Overview and Features
Supercalar Pipeline Basics
The process of a superscalar pipeline can be broadly divided into the first half of the process from instruction fetching to instruction decoding (Decode) and instruction issuance (Issue), and the second half of instruction execution. The first half is called the instruction issuance pipeline and the second half is called the instruction execution pipeline.
The number of instructions that can be sent from the instruction decoder (Decode) to the instruction execution pipeline at the same time is called an Issue, and the number of instruction execution pipelines is called a Way, and in the case of the Cortex-M7, both are two (dual issue, dual way).
The Cortex-M7 pipeline is processed in 64 bits. This means that two 32-bit instructions are processed at the same time.
It is a pipeline through which all instructions pass until the first half of the instruction is issued. It is a pipeline process from prefetching to decoding and discriminating instructions.The decoding process is in two stages, the first decode is called Decode and the second decode is called Issue. After the issuance, the two orders are passed on to the second half.
The later execution pipelines are divided into multiple execution pipelines depending on the type of instruction.The load/store instruction goes through the load/store pipeline; the ALU operation instruction goes through the ALU pipeline.Since two ALU pipelines are matched and can be operated at the same time, it has a dual super-scalar pipeline structure.The shifter is included here. Complex sum-of-product operations run through the MAC pipeline. Floating-point arithmetic is computed in the floating-point arithmetic pipeline.
Since the Cortex-M7 superscalar is issued in-order, the instructions are basically executed in the order of the program.Almost all instructions are completed in the order of the program, but floating-point operations are completed in no order (called out-of-order).Also, since it is dual-issue, most of the pair of instructions can be executed at the same time.
In-order and out-of-order issuance
Normally, instructions are executed in the order in which they were issued, but if instructions with different execution clocks are issued at the same time, the order of completion of execution may be swapped.The method where the processing is in the order of the program is called in-order issuance, and the method where the processing is different from the order of the program is called out-of-order issuance.Out-of-order issuance is definitely better performance, but the hardware for managing and controlling instruction execution is more complex.In-order issuance is easy on the hardware, but poor on the performance.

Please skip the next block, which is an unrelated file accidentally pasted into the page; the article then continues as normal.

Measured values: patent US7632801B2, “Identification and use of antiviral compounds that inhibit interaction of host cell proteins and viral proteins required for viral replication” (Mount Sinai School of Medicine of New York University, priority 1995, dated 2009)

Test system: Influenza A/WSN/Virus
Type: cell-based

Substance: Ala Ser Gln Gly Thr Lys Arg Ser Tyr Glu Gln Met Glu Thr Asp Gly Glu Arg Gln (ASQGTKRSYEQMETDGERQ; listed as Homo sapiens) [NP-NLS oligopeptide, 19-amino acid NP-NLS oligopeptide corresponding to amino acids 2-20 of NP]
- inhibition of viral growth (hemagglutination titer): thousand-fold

Order Issuance and Restrictions
The term “micro-manipulation” comes to mind when studying super-scara. Since SuperScalar executes instructions by “micro-manipulation”, let’s first explain “micro-manipulation”.
Since RISC microcomputers did not handle complex instructions in the first place, the internal logic circuitry of Decode has been composed of random logic or wired logic.Micro-instructions and micro-programs have not been used in CISC, where a single instruction is executed by more detailed micro-manipulation.
However, in recent years, RISC microcomputers have come to handle complex instructions such as CISC microcomputers, and it has become necessary to process complex instructions.Attempting to process complex instructions in random or wired logic makes the internal logic structure more complex and reduces circuit efficiency. Therefore, RISC microcomputers that use the superscalar method have come to use the micro-operation method.
In this method, the decoded instructions are further divided into a number of micro-operations. This micro-manipulation is called μ-Op.
Instructions decoded with Decode are checked here in preparation for instruction issuance. It then decomposes the decoded instructions into micro-operations (μ-Op). Then it is handed over to the next stage, Issue.
Publication Stage (Issue)